Pet

One of the areas of growth in nuclear medicine is that of positron emission tomography (PET).

This is based on the concept that many biological tracers are difficult to prepare in a radiolabelled form using conventional isotopes, often because they are small molecules and the insertion of a large radioactive atom, such as Tc-99m, I-123, or I-131, changes its behavior significantly. However, there are several low-atomic-number isotopes of potential value, which share the characteristic that they decay by giving off a positron. This particle is a positively charged electron, which only travels a millimetre or so before it meets a (more conventional) negatively charged electron. The two fuse and give off annihilation radiation consisting of two 511 keV gamma rays. These two particles are given off at almost exactly 180° to each other. If these are detected in a suitable machine, it is possible to reconstruct the 3-D distribution of the original activity in the subject. Nowadays, the majority of new machines also have a computed tomography (CT) scanner incorporated (PET/CT), which gives two advantages. First, it allows for accurate correction of the PET images for the effect of attenuation by the body tissues, and the necessary data can be acquired in two minutes, rather than the 20 minutes necessary with older methods. Second because the two sets of images are intrinsically aligned, it allows for accurate localization of sites of increased uptake.

The most widely used tracer in applications of interest to urogenital imaging is F18-fluorodeoxyglucose (FDG). This is a substituted sugar, which is taken into cells through glucose transporters (mainly glucose transporter type 1), then metabolized by hexokinase, but it cannot pass further along the metabolic chain. Its concentration therefore reflects the metabolic activity of the cells. Many tumors have increased glucose uptake and, therefore, concentrate FDG. Normal uptake is seen in tissues that predominantly rely on glucose for their metabolic activity—especially the brain and heart—and also in muscle. It is excreted via the kidneys into urine, which may present problems. The tracer has to be prepared at a center that has a cyclotron, but these are now relatively widespread, and there are networks for the distribution of the radiotracer that has a half-life of just under two hours.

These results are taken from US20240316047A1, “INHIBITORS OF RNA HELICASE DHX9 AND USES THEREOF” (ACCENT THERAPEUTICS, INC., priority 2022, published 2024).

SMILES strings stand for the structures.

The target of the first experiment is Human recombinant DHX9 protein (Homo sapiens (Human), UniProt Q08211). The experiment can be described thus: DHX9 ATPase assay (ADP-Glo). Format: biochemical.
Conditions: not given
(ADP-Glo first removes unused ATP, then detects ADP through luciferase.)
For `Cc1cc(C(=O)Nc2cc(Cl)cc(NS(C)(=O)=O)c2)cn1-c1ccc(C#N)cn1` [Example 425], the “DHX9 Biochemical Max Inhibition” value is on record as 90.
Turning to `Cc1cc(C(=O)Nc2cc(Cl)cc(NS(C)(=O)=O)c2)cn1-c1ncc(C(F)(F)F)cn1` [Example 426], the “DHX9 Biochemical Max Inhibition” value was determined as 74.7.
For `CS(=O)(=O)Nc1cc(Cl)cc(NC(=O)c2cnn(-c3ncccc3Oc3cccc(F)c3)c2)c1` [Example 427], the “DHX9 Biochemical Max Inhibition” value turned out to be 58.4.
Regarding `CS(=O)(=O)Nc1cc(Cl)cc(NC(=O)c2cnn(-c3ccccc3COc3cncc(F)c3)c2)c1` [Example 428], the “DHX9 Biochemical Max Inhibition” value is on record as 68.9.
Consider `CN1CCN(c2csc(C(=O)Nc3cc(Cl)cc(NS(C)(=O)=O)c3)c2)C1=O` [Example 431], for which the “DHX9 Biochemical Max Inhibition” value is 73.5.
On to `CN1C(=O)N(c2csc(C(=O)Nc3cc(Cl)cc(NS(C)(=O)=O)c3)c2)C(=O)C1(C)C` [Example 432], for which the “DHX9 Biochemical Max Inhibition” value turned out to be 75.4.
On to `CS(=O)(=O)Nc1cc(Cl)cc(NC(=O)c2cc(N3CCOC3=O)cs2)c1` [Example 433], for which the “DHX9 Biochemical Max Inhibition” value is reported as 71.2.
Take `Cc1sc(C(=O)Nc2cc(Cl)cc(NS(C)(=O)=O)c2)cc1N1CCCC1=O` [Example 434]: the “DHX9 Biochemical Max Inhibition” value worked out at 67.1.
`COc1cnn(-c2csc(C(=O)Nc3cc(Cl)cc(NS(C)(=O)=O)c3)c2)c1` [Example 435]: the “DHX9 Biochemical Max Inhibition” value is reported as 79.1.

In testicular cancer, there is usually avid uptake of FDG, more so with semi-nomas than nonseminomas, and it appears to be an accurate method of staging, although probably not more so than CT. However, it is considerably more accurate than CT in restaging after chemotherapy, although early imaging after chemotherapy (within two weeks) may produce some false positives as a result of increase in inflammation. If necessary, it can be used for targeting biopsy. It is also more accurate than CT in detecting recurrence.

In cervical cancer, FDG-PET seems to be more accurate than CT or magnetic resonance imaging (MRI) in detecting lymph node metastases; and in a multivariate analysis, the most significant determinant of progression-free survival is the presence of positive para-aortic lymph nodes on an FDG-PET scan. It also appears to be the most accurate method of detecting recurrent and metastatic disease.

In ovarian cancer, PET has been shown to be accurate in restaging for lesions more than 5 mm in size but may miss smaller lesions and disseminated disease.

FDG-PET has not yet been shown to be of value in prostate or bladder cancer, partially because of physiological excretion via the urinary tract and also because of relatively low uptake. Studies are in progress using labeled amino acids, which seem promising.

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